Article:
The labor market in Amsterdam

Amsterdam by night
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Updated 2022-08-15 12:36

Part of your big move to the Netherlands probably involves finding a job once you're settled. Not lining up work before you relocate can be daunting but, in some cases, necessary. If you aren't coming to Amsterdam with a contract from your current company, then you'll want to know what the job market is like here.

Jobs available in Amsterdam

Initially, you may want to pick up a bar or restaurant waiting job so you can make ends meet while you get situated. Fortunately, Amsterdam is a great place to be for these types of jobs since most don't even require that you speak Dutch. In fact, more and more spaces are popping up where the employees only speak English, so you should be able to easily find a food services job, especially when it's high season in the summer. This is even truer after the pandemic, as people quit or were laid off in droves when lockdowns happened, and now, establishments need staff again as business is going on as usual now.

For higher-skilled jobs, certain industries fare better than others for expats. In general, if you want to start a career in Amsterdam, the fields of media, marketing, financial services, and IT aren't difficult to get into.

For other fields, you still have a better chance of finding a job in Amsterdam than in other cities in Europe. Many companies (including those from the USA and UK) have foreign branches, so you can either ask for a transfer from your home base or apply for a job in Amsterdam.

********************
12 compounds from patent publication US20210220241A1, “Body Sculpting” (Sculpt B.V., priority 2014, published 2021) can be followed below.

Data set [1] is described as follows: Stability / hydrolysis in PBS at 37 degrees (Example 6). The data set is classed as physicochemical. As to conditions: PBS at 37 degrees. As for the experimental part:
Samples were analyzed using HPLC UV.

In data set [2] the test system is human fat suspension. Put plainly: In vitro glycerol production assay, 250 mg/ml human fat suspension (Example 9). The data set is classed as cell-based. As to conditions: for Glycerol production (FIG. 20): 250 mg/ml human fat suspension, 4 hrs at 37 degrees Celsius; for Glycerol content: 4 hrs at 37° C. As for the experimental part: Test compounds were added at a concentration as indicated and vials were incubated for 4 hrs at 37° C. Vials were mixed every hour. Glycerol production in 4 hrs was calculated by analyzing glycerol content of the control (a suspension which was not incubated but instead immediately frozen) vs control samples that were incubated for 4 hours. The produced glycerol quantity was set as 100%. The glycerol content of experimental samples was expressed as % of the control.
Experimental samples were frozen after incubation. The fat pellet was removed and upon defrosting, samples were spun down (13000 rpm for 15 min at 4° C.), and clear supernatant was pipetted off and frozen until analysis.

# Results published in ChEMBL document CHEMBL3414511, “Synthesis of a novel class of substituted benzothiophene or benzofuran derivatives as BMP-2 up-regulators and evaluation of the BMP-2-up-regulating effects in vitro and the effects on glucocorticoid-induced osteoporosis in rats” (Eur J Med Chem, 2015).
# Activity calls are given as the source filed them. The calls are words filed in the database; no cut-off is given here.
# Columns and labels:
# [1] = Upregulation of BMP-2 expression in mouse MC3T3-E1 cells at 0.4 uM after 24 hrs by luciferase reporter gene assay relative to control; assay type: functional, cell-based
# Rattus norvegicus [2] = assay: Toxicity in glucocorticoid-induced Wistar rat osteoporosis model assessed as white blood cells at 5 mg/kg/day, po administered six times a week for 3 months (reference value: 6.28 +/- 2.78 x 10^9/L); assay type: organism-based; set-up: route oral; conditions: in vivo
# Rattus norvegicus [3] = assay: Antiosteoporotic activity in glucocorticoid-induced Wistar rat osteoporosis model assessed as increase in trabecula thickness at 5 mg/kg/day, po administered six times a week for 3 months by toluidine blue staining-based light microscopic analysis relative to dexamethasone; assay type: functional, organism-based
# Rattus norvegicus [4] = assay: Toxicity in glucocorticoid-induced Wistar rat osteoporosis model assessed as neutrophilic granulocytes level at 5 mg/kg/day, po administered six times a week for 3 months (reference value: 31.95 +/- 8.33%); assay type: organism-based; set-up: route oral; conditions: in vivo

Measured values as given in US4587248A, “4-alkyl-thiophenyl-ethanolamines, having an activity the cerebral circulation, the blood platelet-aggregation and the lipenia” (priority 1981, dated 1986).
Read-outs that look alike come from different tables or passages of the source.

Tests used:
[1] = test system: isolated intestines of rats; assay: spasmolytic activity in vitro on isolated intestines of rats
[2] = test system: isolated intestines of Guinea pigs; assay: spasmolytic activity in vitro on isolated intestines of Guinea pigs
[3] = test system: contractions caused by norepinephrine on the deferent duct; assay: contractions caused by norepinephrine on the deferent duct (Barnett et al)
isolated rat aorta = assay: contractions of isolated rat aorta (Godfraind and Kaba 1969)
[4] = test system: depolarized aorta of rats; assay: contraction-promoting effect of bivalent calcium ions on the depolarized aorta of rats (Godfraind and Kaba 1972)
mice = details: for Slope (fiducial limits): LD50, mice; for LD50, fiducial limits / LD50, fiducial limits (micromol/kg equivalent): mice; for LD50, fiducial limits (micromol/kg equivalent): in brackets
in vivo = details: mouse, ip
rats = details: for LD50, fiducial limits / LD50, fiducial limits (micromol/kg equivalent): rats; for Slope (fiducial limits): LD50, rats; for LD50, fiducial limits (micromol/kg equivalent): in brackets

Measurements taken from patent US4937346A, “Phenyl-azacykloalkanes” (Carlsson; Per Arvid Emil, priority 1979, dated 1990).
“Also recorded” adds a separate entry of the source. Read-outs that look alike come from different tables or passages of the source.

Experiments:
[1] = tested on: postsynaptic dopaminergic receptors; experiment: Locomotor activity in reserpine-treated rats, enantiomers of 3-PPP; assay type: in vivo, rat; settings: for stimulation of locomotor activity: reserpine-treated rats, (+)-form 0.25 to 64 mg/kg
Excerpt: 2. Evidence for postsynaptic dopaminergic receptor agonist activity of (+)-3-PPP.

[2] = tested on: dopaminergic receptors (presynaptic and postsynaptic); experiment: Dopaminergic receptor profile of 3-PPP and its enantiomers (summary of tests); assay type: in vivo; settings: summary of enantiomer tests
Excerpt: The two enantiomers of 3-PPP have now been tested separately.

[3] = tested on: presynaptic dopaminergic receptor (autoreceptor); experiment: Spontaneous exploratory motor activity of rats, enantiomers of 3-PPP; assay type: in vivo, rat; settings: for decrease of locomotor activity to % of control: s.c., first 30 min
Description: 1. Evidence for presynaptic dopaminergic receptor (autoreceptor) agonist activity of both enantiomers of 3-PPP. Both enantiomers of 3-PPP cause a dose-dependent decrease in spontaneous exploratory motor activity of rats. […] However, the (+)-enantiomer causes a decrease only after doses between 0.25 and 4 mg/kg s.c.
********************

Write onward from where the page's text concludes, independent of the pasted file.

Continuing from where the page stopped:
Wages in Amsterdam

If you're coming from the United States, for example, pay may not seem very high in the Netherlands. For those over 21 years old, as of July 2022, the minimum wage is €1,756.20 per month. Obviously, for more skilled jobs, companies will offer more attractive salaries.

You may also qualify for something called the 30% ruling. If you were recruited from over 150 kilometers away from the Dutch border, and your annual salary is at least €39,467 (or €30,000 if you have a Master's degree and are younger than 30), you can claim this ruling; it used to be you could claim it for eight years, but as of January 2019, it has been shortened to five years.

With the 30% ruling, your contracted salary is reduced by 30%. However, the amount in the 30% is considered a tax-free allowance. This money is intended to cover the costs you've incurred from relocating for your job.

How competitive is the job market in Amsterdam?

How competitive the Amsterdam job market is depends on what field you're in and how many languages you speak. If you're fine with employment in food services, you probably won't run into many obstacles, even without knowing the Dutch language. In fact, you'll find opportunities abound in food services and retail, as many places are struggling to fill positions.

In general, you can fare pretty well with just English, but having Dutch language skills is definitely a plus. If you can speak French or German, it'll be easier to find employment with international companies. Scandinavian languages are particularly high in demand, so if you're a native speaker, it should be fairly easy for you to secure a job.

Another thing you have to consider is that Dutch companies have to prove they've tried recruiting within the Netherlands and were unsuccessful before they recruit from abroad. Because of this, you're at a huge disadvantage when compared to native Dutch workers if you're a non-EU citizen.

Also, in most cases, employers will have to arrange for a work visa on your behalf, as well as be your sponsor. These additional inconveniences and costs may make hiring foreign workers less attractive than hiring native ones.

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